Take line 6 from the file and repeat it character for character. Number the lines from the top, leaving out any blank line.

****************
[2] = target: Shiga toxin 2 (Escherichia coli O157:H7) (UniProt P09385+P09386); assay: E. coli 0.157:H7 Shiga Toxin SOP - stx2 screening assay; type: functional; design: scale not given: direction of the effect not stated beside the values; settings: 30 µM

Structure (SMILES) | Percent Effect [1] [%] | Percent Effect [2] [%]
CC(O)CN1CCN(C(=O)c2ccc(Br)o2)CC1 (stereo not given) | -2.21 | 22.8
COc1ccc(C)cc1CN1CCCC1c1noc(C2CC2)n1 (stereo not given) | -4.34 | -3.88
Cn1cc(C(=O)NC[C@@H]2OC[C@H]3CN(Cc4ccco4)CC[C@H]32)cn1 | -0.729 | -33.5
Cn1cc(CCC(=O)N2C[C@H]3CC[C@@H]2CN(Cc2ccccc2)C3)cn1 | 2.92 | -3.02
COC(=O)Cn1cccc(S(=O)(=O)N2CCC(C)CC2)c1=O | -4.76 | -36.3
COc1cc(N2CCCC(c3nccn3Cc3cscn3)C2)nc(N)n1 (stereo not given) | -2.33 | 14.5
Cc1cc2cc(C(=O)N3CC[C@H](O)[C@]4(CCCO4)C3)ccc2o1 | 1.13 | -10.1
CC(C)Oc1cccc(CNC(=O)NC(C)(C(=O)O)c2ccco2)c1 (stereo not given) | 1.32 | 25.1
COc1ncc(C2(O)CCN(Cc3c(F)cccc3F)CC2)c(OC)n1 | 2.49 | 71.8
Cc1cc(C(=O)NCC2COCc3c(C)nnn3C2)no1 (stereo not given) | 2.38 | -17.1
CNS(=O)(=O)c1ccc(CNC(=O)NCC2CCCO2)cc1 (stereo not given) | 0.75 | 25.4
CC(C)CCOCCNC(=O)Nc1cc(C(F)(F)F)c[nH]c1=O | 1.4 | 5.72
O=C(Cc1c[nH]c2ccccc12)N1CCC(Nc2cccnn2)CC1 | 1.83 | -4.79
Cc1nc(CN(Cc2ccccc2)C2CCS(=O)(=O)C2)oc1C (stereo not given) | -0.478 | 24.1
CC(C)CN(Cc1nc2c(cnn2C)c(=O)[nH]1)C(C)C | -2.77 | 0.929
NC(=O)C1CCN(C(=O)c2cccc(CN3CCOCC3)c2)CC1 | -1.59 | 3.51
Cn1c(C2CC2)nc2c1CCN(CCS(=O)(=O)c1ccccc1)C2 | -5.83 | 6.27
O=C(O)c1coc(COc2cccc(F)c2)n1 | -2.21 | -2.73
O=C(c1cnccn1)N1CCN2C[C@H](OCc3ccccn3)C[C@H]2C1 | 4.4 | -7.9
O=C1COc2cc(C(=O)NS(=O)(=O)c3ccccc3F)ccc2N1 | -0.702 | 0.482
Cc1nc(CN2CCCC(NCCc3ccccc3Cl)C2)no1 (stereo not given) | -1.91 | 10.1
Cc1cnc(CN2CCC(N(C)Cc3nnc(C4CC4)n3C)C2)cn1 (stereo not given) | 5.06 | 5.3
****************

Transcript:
Cn1cc(CCC(=O)N2C[C@H]3CC[C@@H]2CN(Cc2ccccc2)C3)cn1 | 2.92 | -3.02